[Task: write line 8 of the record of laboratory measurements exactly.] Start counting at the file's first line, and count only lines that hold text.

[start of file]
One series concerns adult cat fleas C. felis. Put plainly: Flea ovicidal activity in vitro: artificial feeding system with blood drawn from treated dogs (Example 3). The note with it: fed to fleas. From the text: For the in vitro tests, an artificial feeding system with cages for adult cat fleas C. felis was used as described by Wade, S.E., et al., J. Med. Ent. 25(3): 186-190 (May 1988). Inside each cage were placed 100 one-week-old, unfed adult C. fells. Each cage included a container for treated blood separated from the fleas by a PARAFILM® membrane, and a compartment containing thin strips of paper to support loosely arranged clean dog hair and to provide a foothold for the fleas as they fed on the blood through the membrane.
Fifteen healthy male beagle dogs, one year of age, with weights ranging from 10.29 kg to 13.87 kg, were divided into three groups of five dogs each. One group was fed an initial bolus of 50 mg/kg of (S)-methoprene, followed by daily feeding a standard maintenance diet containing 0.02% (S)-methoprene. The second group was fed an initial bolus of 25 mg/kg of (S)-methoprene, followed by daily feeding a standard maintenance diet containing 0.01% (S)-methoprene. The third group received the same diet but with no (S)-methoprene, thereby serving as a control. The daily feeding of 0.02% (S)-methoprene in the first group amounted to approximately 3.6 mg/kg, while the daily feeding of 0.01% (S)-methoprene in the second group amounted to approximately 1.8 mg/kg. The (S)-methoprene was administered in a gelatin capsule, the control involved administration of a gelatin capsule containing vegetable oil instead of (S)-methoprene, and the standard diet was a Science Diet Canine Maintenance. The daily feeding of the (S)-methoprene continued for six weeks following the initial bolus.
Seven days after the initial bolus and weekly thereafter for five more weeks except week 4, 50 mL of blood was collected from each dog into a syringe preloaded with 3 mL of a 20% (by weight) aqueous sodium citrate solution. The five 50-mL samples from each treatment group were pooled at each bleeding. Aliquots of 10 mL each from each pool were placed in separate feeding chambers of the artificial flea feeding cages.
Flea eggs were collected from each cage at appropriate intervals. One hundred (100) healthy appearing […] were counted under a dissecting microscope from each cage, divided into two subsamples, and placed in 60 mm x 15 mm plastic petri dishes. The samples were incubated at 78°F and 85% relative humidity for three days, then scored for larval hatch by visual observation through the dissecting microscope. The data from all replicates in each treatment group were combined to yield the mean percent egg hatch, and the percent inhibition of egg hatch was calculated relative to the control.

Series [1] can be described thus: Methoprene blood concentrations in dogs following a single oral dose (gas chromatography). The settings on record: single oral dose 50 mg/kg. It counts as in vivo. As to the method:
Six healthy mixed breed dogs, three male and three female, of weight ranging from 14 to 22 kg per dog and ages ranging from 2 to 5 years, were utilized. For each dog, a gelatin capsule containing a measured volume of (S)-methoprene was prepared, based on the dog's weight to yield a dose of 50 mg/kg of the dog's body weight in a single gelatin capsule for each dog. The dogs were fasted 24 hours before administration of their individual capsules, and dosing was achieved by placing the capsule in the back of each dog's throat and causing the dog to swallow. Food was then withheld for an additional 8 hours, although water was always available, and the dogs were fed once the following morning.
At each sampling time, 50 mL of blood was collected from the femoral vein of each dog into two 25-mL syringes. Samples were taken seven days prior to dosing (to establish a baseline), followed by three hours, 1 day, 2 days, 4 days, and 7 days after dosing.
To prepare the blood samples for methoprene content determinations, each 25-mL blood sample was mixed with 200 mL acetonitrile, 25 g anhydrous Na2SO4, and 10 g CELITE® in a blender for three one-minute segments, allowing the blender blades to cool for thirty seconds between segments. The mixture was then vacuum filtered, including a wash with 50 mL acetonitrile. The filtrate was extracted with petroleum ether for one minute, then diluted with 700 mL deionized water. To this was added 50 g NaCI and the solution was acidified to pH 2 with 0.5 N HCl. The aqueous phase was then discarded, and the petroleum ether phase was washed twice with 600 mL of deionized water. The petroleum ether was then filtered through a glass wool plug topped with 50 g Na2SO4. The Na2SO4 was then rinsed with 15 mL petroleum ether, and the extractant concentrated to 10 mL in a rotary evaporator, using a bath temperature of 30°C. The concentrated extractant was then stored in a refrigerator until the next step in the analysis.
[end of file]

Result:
To prepare the blood samples for methoprene content determinations, each 25-mL blood sample was mixed with 200 mL acetonitrile, 25 g anhydrous Na2SO4, and 10 g CELITE® in a blender for three one-minute segments, allowing the blender blades to cool for thirty seconds between segments. The mixture was then vacuum filtered, including a wash with 50 mL acetonitrile. The filtrate was extracted with petroleum ether for one minute, then diluted with 700 mL deionized water. To this was added 50 g NaCI and the solution was acidified to pH 2 with 0.5 N HCl. The aqueous phase was then discarded, and the petroleum ether phase was washed twice with 600 mL of deionized water. The petroleum ether was then filtered through a glass wool plug topped with 50 g Na2SO4. The Na2SO4 was then rinsed with 15 mL petroleum ether, and the extractant concentrated to 10 mL in a rotary evaporator, using a bath temperature of 30°C. The concentrated extractant was then stored in a refrigerator until the next step in the analysis.